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Evidence-Based Complementary and Alternative Medicine
Volume 2013 (2013), Article ID 762092, 9 pages
Research Article

Investigation of the Material Basis Underlying the Correlation between Presbycusis and Kidney Deficiency in Traditional Chinese Medicine via GC/MS Metabolomics

1Experimental Teaching Center, Shanghai University of Traditional Chinese Medicine, Shanghai 201203, China
2Department of Otolaryngology-Head & Neck Surgery, Shanghai Yueyang Hospital, Shanghai 200437, China
3Basic Medical College, Shanghai University of Traditional Chinese Medicine, Shanghai 201203, China

Received 22 August 2013; Revised 24 October 2013; Accepted 24 October 2013

Academic Editor: Karl Wah-Keung Tsim

Copyright © 2013 Yang Dong et al. This is an open access article distributed under the Creative Commons Attribution License, which permits unrestricted use, distribution, and reproduction in any medium, provided the original work is properly cited.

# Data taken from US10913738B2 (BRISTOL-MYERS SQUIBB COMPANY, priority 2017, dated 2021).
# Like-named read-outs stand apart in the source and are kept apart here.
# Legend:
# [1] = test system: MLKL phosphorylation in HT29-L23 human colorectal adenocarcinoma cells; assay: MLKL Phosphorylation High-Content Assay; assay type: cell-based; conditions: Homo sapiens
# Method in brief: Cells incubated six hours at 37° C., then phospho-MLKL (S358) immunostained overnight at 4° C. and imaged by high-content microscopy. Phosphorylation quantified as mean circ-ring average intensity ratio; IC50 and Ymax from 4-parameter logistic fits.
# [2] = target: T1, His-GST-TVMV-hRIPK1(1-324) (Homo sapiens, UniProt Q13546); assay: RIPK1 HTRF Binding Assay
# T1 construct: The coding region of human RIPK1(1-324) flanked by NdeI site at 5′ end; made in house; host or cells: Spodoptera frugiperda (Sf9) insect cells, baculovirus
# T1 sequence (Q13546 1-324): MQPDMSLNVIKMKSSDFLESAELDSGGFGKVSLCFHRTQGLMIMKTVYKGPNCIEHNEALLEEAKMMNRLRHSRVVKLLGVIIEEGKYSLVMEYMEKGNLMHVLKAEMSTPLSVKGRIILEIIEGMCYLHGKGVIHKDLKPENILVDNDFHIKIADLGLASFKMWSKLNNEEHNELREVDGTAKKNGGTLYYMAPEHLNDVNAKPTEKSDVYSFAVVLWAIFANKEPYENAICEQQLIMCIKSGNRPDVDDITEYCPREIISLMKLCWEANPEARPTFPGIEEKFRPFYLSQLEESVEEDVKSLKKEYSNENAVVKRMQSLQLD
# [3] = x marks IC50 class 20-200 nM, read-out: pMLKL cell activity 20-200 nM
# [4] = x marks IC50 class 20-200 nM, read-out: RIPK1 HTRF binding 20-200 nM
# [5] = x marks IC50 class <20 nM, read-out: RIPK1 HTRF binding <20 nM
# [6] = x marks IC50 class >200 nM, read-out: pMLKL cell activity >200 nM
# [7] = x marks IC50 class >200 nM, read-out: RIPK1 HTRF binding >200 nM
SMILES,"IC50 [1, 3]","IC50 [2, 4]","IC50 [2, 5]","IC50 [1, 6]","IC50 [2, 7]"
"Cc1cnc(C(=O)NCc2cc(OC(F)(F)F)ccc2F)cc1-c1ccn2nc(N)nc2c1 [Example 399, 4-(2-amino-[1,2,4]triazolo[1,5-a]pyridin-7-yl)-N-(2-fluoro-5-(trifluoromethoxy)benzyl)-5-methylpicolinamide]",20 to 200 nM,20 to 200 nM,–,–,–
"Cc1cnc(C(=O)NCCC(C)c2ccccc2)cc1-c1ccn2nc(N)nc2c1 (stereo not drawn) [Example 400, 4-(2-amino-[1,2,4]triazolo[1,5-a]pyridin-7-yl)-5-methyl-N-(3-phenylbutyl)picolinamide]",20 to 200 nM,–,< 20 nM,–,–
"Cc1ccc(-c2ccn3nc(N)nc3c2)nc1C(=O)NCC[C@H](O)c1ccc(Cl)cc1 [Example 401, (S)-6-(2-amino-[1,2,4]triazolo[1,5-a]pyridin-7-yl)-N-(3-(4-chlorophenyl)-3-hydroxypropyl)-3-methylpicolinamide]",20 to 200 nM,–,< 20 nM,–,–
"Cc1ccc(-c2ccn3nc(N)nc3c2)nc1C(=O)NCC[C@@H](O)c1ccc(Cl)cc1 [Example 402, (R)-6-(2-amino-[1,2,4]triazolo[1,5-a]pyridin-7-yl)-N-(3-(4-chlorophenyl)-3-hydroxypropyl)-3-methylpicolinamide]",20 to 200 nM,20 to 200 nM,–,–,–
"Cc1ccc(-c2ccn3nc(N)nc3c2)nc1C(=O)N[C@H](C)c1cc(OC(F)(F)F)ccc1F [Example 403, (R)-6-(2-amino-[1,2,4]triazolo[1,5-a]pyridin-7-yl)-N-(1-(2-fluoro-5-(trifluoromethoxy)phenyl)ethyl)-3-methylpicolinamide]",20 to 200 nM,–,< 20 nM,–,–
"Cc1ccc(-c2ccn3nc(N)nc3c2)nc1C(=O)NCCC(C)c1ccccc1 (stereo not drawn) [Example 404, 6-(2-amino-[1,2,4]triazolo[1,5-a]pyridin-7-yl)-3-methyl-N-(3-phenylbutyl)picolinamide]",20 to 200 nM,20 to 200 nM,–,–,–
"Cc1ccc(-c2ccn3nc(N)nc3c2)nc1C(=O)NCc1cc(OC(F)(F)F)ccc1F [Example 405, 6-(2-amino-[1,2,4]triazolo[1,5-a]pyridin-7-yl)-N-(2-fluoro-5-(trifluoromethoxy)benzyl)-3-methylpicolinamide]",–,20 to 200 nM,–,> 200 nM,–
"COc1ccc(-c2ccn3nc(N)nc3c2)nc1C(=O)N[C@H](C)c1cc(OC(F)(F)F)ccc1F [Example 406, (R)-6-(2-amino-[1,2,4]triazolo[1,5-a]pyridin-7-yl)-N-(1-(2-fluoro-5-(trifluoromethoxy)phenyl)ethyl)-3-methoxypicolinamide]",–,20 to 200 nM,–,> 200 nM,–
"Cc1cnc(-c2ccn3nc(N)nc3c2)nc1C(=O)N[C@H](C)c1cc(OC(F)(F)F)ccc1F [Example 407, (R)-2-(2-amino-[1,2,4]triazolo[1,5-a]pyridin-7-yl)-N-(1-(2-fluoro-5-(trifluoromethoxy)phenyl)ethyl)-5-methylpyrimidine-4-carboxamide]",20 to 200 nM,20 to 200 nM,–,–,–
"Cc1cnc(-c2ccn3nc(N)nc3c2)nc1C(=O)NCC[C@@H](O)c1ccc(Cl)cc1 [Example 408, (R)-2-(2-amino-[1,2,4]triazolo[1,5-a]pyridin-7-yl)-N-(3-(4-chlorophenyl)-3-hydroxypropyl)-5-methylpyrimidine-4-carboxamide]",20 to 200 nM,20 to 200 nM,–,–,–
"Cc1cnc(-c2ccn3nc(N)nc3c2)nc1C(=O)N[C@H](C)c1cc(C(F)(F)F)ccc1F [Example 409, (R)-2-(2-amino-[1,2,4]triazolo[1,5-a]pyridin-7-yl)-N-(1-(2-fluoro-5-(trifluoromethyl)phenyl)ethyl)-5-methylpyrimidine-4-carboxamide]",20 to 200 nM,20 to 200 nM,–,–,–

Objective. To investigate the correlation between presbycusis and kidney deficiency as defined by traditional Chinese medicine (TCM) and its material basis from the perspective of metabolism. Methods. Pure-tone audiometry was used to test auditory function. A kidney deficiency symptom scoring table was used to measure the kidney deficiency accumulated scores of the research subjects. Gas chromatography/mass spectrometry (GC/MS) was used to measure the metabolites in the urine samples from 11 presbycusis patients and 9 elderly people with normal hearing. Results. Hearing loss in the elderly was positively correlated with kidney deficiency score in TCM. There were significant differences in urine metabolite profile between the presbycusis patients and the controls. A total of 23 differentially expressed metabolites were found. Kyoto Encyclopedia of Genes and Genomes (KEGG) pathway analysis showed that these metabolites were related to glutathione metabolism, amino acid metabolism, glucose metabolism, the N-methyl-D-aspartic acid (NMDA) receptor pathway, and the γ-aminobutyric acid (GABA) receptor pathway. Conclusion. Glutathione metabolism, amino acid metabolism, glucose metabolism, NMDA receptors, and GABA receptors may be related to the pathogenesis of presbycusis and may be the material basis underlying the correlation between presbycusis and kidney deficiency in TCM.

1. Introduction